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Eastern Michigan University Coordinated Program in Dietetics Information Packet Contents

1. Contents 2. Ten steps from initial contact to program start 3. Full time status 4. Bachelors and Second Bachelors of Science - CP program of study 5. Master of Science CP program of study 6. Second Bachelors of Science degree versus Master of Science Degree 7. Recency of education guidelines 8. Prior learning assessment 9. International student information 10. Military information 11.Coordinated program FAQs 12.Prerequisite course list and guidelines 13.Prerequisite and general education planning instructions 15. Prerequisite planning worksheet 16. General education planning worksheet 17. Schedule planning worksheet 18. Sample schedule planning worksheet 19. EMU prerequisite course schedule 20. Preapproved online prerequisites from other schools 22. Consortium agreement guidelines and pre-application 26. EMU tuition and fees outline 27. 2011-2012 CP cost estimate 28. Estimated supplemental costs 29. Scholarship information 30. Directions for finding first year preceptors 33. Supervised practice experience descriptions 37. Supervised practice experience hours summary 38. Supervised practice experience FAQs 39. What do I do next?

1 EMU-CP Information Packet 12.6.2011

Eastern Michigan University Coordinated Program in Dietetics Ten Steps from Initial Contact to Program Start
1. Make initial contact with EMU through website, phone call to CHHS Advising, etc. 2. Print this information packet, review the appropriate program application (online or oncampus), and review all information on the website.

3. Plan remaining coursework with respect to deadlines, acceptability, financial aid information,

4. Speak with CHHS Advising (bachelors or second bachelors seeking students) or MS-Dietetics
Intent Advisor as needed.

5. Complete application (first application) process for EMU or college in which prerequisite
and/or general education coursework will be completed. If other college is used, student must still apply to EMU prior to applying to the CP.

6. Print CP application (second application) in the summer prior to the January application
deadline in order to begin the process of completing application and searching for preceptors. Begin vaccine series.

7. Submit completed CP application by mail or in person on or before January 15th. 8. Complete any remaining prerequisites that can be completed post-application. 9. Complete scheduled vaccines and await word on acceptance to CP (April 1st or before). 10. Begin CP in the fall semester if accepted.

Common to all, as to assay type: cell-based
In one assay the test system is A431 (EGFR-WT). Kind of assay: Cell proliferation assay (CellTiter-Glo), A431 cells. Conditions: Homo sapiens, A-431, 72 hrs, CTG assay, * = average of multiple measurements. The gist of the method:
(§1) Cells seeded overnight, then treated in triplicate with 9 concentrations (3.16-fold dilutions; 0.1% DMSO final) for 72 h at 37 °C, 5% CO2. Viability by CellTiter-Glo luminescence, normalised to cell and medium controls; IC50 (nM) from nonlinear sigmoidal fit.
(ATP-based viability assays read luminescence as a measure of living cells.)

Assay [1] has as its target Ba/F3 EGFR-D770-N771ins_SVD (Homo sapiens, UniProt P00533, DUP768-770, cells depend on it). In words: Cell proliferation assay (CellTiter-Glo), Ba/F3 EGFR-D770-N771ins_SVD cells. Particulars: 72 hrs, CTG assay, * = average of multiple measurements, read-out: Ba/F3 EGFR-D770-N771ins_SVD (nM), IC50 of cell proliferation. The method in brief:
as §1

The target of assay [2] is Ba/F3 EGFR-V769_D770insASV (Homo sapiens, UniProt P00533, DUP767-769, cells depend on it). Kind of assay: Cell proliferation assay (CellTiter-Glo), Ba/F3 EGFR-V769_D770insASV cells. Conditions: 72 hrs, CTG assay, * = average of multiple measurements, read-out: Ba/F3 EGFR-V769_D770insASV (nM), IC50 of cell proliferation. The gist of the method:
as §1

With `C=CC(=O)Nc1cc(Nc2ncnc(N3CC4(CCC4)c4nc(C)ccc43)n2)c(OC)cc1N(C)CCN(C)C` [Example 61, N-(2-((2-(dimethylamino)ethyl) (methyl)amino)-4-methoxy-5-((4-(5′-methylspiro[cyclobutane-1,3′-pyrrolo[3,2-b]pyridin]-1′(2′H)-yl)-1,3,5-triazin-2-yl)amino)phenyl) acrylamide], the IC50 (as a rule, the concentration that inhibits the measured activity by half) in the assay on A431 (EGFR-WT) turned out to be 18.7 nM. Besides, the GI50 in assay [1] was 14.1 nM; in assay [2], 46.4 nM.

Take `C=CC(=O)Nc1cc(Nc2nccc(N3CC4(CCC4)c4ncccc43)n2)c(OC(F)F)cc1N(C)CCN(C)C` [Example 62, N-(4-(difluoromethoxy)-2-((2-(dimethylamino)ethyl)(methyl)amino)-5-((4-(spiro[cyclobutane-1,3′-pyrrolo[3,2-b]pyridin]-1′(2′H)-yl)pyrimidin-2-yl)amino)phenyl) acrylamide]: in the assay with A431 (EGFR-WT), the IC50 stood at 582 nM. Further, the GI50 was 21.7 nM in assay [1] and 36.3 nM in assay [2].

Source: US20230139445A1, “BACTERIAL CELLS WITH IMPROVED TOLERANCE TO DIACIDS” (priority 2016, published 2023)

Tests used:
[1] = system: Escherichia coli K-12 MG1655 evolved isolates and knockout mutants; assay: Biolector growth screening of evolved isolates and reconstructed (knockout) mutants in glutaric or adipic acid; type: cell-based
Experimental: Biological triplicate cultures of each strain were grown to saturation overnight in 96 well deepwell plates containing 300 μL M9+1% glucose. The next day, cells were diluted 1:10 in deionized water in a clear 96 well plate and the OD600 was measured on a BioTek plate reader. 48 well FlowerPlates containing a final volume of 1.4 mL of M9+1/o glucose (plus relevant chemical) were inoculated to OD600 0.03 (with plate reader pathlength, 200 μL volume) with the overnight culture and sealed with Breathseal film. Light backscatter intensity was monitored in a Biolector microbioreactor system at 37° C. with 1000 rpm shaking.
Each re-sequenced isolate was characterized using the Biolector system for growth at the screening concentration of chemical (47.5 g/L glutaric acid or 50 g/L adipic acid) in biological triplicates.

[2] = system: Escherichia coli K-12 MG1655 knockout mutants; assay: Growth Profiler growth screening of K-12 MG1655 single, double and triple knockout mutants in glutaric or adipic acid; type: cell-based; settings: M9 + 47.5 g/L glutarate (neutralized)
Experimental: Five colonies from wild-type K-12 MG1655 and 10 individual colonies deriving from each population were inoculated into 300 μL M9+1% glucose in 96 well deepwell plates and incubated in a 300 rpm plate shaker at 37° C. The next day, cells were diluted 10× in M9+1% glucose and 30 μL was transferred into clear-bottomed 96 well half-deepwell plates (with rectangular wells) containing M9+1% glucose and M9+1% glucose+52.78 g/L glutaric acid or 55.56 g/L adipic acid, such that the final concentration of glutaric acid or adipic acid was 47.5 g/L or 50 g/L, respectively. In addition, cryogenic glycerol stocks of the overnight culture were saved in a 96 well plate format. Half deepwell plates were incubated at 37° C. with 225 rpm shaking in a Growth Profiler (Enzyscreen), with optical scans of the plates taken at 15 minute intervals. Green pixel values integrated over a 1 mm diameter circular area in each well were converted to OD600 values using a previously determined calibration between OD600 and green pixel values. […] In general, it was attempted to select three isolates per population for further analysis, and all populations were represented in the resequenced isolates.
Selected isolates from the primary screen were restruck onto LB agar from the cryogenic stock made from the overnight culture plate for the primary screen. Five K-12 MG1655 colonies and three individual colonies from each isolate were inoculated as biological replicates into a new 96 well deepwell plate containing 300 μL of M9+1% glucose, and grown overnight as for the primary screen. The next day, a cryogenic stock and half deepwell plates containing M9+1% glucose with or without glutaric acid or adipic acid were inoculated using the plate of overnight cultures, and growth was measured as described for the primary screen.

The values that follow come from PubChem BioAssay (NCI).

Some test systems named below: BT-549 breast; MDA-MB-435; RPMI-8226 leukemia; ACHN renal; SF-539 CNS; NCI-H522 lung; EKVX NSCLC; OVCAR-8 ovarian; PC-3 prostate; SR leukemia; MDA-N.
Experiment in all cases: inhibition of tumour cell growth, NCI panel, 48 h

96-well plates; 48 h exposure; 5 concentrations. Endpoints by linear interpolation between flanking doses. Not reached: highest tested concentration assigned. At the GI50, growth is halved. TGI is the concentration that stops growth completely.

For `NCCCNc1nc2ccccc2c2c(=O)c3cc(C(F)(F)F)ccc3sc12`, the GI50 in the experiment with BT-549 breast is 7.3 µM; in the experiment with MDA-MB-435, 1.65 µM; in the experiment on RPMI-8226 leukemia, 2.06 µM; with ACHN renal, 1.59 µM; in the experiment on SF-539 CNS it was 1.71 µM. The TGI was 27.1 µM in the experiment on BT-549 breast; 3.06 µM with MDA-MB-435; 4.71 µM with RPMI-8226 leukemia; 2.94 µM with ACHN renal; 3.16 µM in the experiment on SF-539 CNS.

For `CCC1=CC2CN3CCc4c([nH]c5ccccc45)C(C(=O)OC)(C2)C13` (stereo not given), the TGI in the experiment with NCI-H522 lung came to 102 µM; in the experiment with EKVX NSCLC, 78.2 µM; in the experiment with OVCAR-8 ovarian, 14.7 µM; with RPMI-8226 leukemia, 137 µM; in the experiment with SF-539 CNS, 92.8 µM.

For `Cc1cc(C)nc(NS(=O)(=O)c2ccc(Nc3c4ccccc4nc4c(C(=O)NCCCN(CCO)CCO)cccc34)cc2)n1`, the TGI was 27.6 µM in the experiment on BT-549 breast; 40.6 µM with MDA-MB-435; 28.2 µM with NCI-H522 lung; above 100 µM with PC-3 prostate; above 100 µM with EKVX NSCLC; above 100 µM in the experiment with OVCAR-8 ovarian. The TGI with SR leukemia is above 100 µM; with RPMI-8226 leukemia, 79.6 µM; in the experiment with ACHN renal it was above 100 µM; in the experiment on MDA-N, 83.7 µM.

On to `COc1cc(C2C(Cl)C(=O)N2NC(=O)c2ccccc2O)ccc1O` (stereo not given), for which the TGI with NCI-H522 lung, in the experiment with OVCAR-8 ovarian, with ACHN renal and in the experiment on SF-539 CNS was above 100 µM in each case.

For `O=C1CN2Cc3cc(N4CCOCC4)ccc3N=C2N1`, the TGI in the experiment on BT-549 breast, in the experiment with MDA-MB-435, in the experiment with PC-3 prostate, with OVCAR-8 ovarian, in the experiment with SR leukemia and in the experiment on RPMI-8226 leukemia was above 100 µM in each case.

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Eastern Michigan University Coordinated Program in Dietetics BS and MS Degree

Full Time Status

The Coordinated Program in Dietetics (CP) at Eastern Michigan University (EMU) is a full time program only. This is applicable to both the Bachelor of Science and the Master of Science Degrees. The CP is sequenced in such a way as to allow for progression of learning in the least amount of time necessary to complete all competencies and skills, and to meet the 1200 hours of supervised practice experiences required by the Commission on Accreditation for Dietetics Education (CADE). The BS degree is completed in 20 months and the MS degree is completed in 24 months. Each semester, students are completing didactic course work concurrently with supervised practice experiences. Students are in their supervised practice sites as follows:

First fall: First winter: Second fall: Second winter:

24 hours per week 16 hours per week 16 hours per week 32 hours per week

These hours are in addition to a full load of classes of 12-15 credit hours. Supervised practice experience hours are generally during normal business hours (8:00 am - 5:00 pm) however they are at the discretion of the preceptor and may vary. Students need to be flexible in their schedule to assure the hours coincide with the preceptors ability to supervise the student. It is extremely difficult to work while completing the CP at EMU and virtually impossible to hold down a full time job. It is recommended that students do not work while in the program. If students must be employed, then weekends work best. Evenings can also work, however students must be available at the discretion of the preceptor.

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Program of Study Bachelor of Science 2nd Bachelor of Science

It is the students responsibility to make sure that all general education and prerequisite courses, as determined by EMU and the Coordinated Program in Dietetics, are appropriately completed. Program of Study (Professional Phase of the Dietetics Program) Total of 58 credits Students will complete the following courses as listed once they have applied and are accepted into the Coordinated Program in Dietetics:

FALL 1 total credits 15 DTC 330 Nutrition Therapy I DTC 331 Nutrition Therapy I Experience DTC 350 Food Systems I DTC 351 Food Systems Experience I DTC 372 Nutrition of the Lifecycle 3 2 3 4 3

WINTER 1 total credits 13 DTC 302 Nutrient Metabolism Macronutrients DTC 358 Food and Culture DTC 370 Nutrition Therapy II DTC 371 Nutrition Therapy II Experience

3 3 3 4